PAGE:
Though cost and access to screening is frequently an issue, NGS has replaced traditional Sanger sequencing in many clinical settings as the frontline diagnostic tool even prior to performing investigations.24 This allows for prompt and accurate diagnosis followed by relevant surgical or medical management. For genetically heterogeneous disorders, such as IN, the use of NGS is more cost effective than Sanger sequencing. It also has the potential to obviate the use of other investigations such as electrodiagnostic testing and neuroimaging, therefore reaching an accurate diagnosis coupled with appropriate genetic information relevant not only to the proband but also to other family members. In children with poor cooperation, electrodiagnostic testing can be unreliable and difficult to perform.10 Some investigations are also only available in specialist centres. The results from our blinded analyses from this study indicates that NGS has a role as a frontline diagnostic tool and therefore transforming the diagnostic pathway for patients with IN (Figure 4). It is important to emphasise that NGS is not a replacement for good clinical work up. Therefore, certain investigations would still be relevant based on the clinical context. For example, OCT in foveal hypoplasia also helps provide visual prognostic information based on the grade of foveal hypoplasia.6 Similarly, serial eye movement recordings might be necessary to provide an objective measurement of therapeutic response to medical or surgical intervention.
One of the drawbacks of NGS analysis is difficulty detecting copy number variations, yet we demonstrate in this study that we could detect a large FRMD7 deletion in a family with X-linked IIN where the initial analysis failed to identify this heterozygous deletion. During the masked analysis, the authors did not perform a CNV analysis; however, based on the strong clinical suspicion of X-linked IIN the authors performed a CNV analysis on the NGS data using FishingCNV v2.1,22 which revealed a large FRMD7 deletion. This was confirmed using MLPA analysis. No further CNVs were identified in the other families.
In three patients (NYS-005, NYS-008 and NYS-009), the genetic diagnosis helped resolve the clinical diagnosis. In patient NYS-005, we identified a variant (rs1126809) in TYR resulting in the amino-acid substitution p.(Arg402Gln). There has been some debate regarding the pathogenicity of this variant. Oetting et al25 reported that the R402Q variant is not associated with autosomal-recessive ocular albinism but postulated that a causative variant might be in genetic disequilibrium with the p.(Arg402Gln) variant. However, Chiang et al26 showed that this allele is strongly associated with albinism patients who have only 1 variant in TYR. Berson et al27 showed that the p.(Arg402Gln) variant resulted in a defect in protein folding, which prevents exit from the endoplasmic reticulum thus resulting in an abnormal phenotype. In patient NYS-009, with clinical diagnosis of IIN but with genetic diagnosis of TYRP1, interestingly we noted both horizontal and vertical nystagmus. Previously, a small vertical component to the nystagmus has been described with both FRMD7 variants and albinism.28 However, in this patient the amplitude of the vertical and horizontal components was similar that was atypical.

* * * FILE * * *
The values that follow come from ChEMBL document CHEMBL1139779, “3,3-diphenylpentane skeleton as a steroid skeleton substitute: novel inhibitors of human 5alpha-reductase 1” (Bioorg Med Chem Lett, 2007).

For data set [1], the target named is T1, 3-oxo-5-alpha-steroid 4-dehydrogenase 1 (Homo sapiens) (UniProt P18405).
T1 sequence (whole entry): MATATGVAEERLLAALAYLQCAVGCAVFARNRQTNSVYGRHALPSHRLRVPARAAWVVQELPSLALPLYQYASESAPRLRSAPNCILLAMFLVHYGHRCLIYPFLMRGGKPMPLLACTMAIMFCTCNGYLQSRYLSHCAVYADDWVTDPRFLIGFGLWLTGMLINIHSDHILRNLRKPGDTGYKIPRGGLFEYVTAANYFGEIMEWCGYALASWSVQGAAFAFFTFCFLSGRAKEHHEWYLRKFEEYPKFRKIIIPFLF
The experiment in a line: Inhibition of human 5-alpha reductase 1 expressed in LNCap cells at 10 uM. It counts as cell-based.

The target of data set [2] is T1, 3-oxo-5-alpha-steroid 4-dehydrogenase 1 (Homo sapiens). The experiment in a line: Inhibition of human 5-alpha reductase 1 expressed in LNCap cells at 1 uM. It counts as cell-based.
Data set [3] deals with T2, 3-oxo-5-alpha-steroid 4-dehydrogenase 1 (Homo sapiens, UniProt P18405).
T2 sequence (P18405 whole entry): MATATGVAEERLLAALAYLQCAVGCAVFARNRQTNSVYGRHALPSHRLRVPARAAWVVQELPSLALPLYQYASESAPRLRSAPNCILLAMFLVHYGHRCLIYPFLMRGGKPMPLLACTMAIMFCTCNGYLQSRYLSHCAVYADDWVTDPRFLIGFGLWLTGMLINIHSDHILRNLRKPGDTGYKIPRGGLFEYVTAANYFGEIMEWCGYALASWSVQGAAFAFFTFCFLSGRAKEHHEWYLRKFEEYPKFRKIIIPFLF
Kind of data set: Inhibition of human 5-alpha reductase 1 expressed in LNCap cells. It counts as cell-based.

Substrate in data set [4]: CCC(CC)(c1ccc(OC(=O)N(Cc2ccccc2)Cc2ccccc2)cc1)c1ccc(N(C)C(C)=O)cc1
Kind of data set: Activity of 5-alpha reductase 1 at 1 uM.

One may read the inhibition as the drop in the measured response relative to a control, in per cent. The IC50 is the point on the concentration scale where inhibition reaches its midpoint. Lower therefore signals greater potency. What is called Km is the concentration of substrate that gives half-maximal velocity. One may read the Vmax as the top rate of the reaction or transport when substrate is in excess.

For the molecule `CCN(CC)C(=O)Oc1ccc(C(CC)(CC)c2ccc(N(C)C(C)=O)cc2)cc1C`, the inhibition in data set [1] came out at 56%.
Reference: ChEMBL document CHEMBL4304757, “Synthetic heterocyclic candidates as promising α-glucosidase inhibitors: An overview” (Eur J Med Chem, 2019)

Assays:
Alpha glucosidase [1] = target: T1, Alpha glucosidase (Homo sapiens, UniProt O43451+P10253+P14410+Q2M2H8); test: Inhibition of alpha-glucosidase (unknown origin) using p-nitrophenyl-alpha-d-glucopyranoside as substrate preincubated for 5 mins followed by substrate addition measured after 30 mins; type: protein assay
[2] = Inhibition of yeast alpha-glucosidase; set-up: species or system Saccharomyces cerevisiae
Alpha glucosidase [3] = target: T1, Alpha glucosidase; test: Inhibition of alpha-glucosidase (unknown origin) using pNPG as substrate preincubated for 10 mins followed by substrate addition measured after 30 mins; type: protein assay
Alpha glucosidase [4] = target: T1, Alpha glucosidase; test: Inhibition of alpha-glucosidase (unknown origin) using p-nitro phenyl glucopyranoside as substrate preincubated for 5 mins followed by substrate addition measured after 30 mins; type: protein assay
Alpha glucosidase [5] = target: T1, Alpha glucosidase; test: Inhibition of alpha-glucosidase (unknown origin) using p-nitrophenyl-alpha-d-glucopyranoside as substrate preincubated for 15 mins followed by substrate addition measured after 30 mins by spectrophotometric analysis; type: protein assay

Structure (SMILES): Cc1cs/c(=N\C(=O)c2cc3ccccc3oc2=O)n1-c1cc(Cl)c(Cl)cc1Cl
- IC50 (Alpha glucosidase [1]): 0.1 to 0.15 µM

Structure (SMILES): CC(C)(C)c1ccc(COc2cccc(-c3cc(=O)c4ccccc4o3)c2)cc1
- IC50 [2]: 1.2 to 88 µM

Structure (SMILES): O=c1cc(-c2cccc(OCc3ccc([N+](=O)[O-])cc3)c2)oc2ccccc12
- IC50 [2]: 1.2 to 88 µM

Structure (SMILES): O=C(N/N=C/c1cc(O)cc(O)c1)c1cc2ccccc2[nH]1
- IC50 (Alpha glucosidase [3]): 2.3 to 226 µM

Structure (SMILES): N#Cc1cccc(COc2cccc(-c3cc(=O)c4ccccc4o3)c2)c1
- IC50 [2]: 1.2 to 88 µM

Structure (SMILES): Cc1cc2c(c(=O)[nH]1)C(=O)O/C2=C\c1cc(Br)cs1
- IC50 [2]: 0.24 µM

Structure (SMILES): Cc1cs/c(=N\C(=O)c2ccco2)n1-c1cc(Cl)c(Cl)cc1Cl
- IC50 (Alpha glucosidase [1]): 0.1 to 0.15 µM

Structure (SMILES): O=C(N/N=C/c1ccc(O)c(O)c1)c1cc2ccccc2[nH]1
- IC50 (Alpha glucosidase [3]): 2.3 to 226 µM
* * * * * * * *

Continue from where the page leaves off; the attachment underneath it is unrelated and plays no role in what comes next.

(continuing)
Patient NYS-008 was originally thought to have a PAX6-related phenotype; however, we identified two novel variants in CRYBA1 and COL11A1 resulting in the amino-acid substitution p.(Trp198Ter)and p.(Pro986Thr), respectively. Both variants segregated with the phenotype. This highlights the complexity in formulating a diagnosis in patients with IN. Although the patient had congenital cataract, he also had additional features that included ptosis, trans-illumination defects of the iris, reduced visual acuity and nystagmus, therefore a diagnosis of PAX6-related phenotype was considered. COL11A1 variants have been described in association with Stickler/Marshall syndrome.29, 30 The patient did not have the classic features of Stickler/Marshall syndrome such as high myopia, retinal detachment and mid facial hypoplasia. Previously, the amino-acid substitution p.(Gly988Val) in COL11A1 has been described29, 30; this is very close to the variant p.(Pro986Thr) that we have reported. Interestingly, the phenotype with the G988V variant was also milder, not associated with retinal detachments; however, cataract and high myopia were present. Nystagmus has previously been described to be associated with COL11A1 variant.31 However, as there was a truncating variant of CRYBA1 we suspect this is most likely the cause of the phenotype. Previously, nystagmus has been described to be associated with congenital cataracts due to CRYBA1 variants.32 However, the additional phenotypical features such as ptosis and iris transillumination defects have not been documented.